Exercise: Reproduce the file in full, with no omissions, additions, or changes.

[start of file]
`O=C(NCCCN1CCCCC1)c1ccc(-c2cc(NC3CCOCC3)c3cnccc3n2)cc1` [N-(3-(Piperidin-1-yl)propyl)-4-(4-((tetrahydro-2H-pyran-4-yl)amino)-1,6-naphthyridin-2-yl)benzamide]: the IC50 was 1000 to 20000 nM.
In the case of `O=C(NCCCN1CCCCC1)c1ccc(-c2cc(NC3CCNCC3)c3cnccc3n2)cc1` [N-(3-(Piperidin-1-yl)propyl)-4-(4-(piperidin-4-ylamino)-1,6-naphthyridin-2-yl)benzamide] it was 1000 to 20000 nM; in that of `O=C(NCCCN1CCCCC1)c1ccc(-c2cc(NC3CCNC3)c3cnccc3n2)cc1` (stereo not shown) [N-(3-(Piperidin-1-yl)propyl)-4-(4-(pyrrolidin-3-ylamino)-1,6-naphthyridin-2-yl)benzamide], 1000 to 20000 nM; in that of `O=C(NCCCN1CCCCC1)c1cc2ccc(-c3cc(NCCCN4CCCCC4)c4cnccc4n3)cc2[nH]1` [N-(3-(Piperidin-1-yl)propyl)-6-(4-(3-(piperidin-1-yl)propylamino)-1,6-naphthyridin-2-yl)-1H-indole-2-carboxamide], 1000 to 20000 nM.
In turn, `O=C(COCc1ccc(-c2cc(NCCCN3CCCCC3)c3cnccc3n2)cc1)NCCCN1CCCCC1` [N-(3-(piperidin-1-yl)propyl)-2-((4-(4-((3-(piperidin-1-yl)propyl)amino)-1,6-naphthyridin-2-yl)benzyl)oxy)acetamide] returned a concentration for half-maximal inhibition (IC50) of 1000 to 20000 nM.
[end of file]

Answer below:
`O=C(NCCCN1CCCCC1)c1ccc(-c2cc(NC3CCOCC3)c3cnccc3n2)cc1` [N-(3-(Piperidin-1-yl)propyl)-4-(4-((tetrahydro-2H-pyran-4-yl)amino)-1,6-naphthyridin-2-yl)benzamide]: the IC50 was 1000 to 20000 nM.
In the case of `O=C(NCCCN1CCCCC1)c1ccc(-c2cc(NC3CCNCC3)c3cnccc3n2)cc1` [N-(3-(Piperidin-1-yl)propyl)-4-(4-(piperidin-4-ylamino)-1,6-naphthyridin-2-yl)benzamide] it was 1000 to 20000 nM; in that of `O=C(NCCCN1CCCCC1)c1ccc(-c2cc(NC3CCNC3)c3cnccc3n2)cc1` (stereo not shown) [N-(3-(Piperidin-1-yl)propyl)-4-(4-(pyrrolidin-3-ylamino)-1,6-naphthyridin-2-yl)benzamide], 1000 to 20000 nM; in that of `O=C(NCCCN1CCCCC1)c1cc2ccc(-c3cc(NCCCN4CCCCC4)c4cnccc4n3)cc2[nH]1` [N-(3-(Piperidin-1-yl)propyl)-6-(4-(3-(piperidin-1-yl)propylamino)-1,6-naphthyridin-2-yl)-1H-indole-2-carboxamide], 1000 to 20000 nM.
In turn, `O=C(COCc1ccc(-c2cc(NCCCN3CCCCC3)c3cnccc3n2)cc1)NCCCN1CCCCC1` [N-(3-(piperidin-1-yl)propyl)-2-((4-(4-((3-(piperidin-1-yl)propyl)amino)-1,6-naphthyridin-2-yl)benzyl)oxy)acetamide] returned a concentration for half-maximal inhibition (IC50) of 1000 to 20000 nM.